by Ryan Pankau, University of Illinois Extension
Nothing beats a homegrown tomato! Even when in season, the store-bought varieties just cannot compare to a fully ripe tomato harvested at its peak from your own garden. So many gardeners across American choose tomato plants for their vegetable patch each year for this reason, making it the most planted garden crop in the US.
I receive a lot of questions about tomato care each growing season, with many focused on disease control later in the season as pathogens prevail on infected tomato plants. This year, get a step ahead of tomato problems with a plan to combat the most common issues central Illinois gardeners encounter each summer.
Perhaps the premier pest on tomato plants, the tomato hornworm, has just debuted for the 2020 growing season in my garden. These defoliating larvae emerge from pupa in July after overwintering in the soil. They are native to North America with a large home range spanning sea to sea.
It is often very easy to identify the damage that ensues after they hatch. The little critters are big consumers of leaves, fruits, and smaller stems on tomato plants leaving very noticeable damage in as little as a day. I have always had excellent control from timely hand removal of these caterpillars. It does take a watchful eye to notice damage promptly and remove the culprit. During the daytime, these guys hang out in the shady lower portion of the plant, waiting for their favorite time to feed which is after dark. At night, they are easily found feeding in the tip-tops of plants. I make the rounds each evening to easily pluck them off the branch tips as opposed to a more difficult daytime search.
Early blight is a foliar disease caused by the fungal pathogen, Alternaria solani. It appears as yellow spots on lower leaves which enlarge into dark brown spots, eventually withering and killing infected leaves. The disease always originates on lower, older leaves and moves upward, creating a noticeable pattern. As the infection worsens, it is known to attack petioles, stems, and fruits also. Alternaria solani overwinters in infected plant debris at or near the soil surface. During favorable spring conditions, the fungi produce spores that are spread by splashing raindrops or wind to infect leaves.
Since this pathogen moves from soil to leaves, a mulch barrier is one of the most effective control measures. In fact, I’ve had excellent control of this condition simply by mulching immediately after planting my tomatoes, offering no opportunity for raindrops to splash the fungi up onto leaves. Watering plants with drip irrigation can also help immensely.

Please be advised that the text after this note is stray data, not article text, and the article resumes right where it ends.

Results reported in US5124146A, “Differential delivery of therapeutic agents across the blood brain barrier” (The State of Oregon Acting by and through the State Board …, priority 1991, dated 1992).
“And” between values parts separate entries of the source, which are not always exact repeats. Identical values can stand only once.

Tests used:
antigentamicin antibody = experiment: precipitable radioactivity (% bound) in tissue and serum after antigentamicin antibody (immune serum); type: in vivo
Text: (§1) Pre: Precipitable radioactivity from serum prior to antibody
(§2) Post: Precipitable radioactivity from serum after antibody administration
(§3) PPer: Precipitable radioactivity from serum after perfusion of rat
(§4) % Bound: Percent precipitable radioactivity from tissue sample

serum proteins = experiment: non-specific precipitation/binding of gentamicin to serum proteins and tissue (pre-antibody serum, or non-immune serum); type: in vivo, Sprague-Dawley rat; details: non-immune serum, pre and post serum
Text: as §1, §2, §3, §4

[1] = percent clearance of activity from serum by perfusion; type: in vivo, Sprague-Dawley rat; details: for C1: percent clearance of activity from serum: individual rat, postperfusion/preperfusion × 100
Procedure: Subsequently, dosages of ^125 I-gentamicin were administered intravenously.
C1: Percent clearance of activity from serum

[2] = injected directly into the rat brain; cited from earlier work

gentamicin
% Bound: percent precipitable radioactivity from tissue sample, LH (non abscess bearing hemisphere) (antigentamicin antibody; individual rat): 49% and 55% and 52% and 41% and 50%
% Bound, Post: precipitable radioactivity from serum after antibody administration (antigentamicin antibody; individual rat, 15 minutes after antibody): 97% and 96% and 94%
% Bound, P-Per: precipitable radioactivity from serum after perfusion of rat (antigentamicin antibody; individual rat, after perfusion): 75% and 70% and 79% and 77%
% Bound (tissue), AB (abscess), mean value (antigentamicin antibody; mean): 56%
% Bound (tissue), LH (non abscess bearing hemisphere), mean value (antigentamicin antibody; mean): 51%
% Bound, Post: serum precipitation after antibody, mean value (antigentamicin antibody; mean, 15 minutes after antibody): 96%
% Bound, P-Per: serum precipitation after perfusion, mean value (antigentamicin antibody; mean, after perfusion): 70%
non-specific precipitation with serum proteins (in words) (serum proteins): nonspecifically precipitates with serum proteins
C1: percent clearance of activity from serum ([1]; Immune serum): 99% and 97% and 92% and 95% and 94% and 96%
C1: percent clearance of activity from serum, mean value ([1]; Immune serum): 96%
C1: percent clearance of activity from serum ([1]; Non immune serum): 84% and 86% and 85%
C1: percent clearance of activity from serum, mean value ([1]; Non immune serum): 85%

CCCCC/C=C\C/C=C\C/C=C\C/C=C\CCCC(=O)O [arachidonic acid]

Providing good air circulation from staking and some light pruning can limit its spread by reducing favorable conditions, such as wet leaves. Preventative fungicides may also be used to limit infection and spread, although it pays to remember that fungicides do not “cure” infected leaves, but simply limit spread to new leaves. Infected leaves need to be removed and destroyed. Fortunately, I have never had to use any fungicides, accomplishing adequate control from cultural measures such as mulching, staking, pruning, and prompt removal of infected leaves.
Septoria leafspot is another fungal pathogen that infects leaf tissues. It is characterized by small black spots on leaves, with centers that later turn white and develop tiny black dots. This disease also begins on lower leaves, thriving in wet weather, and spreading up the plant. It is transmitted from the soil, much like early blight, with control recommendations identical for each pathogen.
Both of these fungal diseases can also be addressed by keeping plants healthy to limit susceptibility. Good fertilization and adequate watering can really help build resiliency in tomato plants. Consider soil testing to better understand the needs of your garden soil. While nutrient levels are important for vegetable production, I tend to focus on boosting the organic matter content of my soil to fuel natural nutrient cycling processes, retain more moisture, and build nutrient holding capacity.
Blossom end rot is another very common problem on tomatoes that is not caused by a pathogen but rather is a physiologic condition of tomato plants related to the soil environment, which limits calcium uptake. It is characterized by large dead spots on developing tomatoes, often becoming brown and leathery before secondary fungi move in to rot the fruit.
Developing tomatoes need a lot of calcium to support rapid growth. Although calcium is plentiful in the soil, it must be dissolved in water for plant uptake. Greatly fluctuating soil moisture, with extreme swings from wet to dry, can disrupt calcium uptake which often leads to blossom end rot as fruits develop. A simple solution to this issue is also mulching, which will regulate extremes. Appropriate watering as needed from fruit formation to maturity will also limit extremes and maintain more uniform soil moisture.
Some simple steps now, such as mulching, staking, and appropriate watering intervals combined with scouting for hornworms in the coming weeks, can really set up your tomato patch for success this season.
If you have any questions about the tomatoes in your garden, feel free to reach out to me at firstname.lastname@example.org.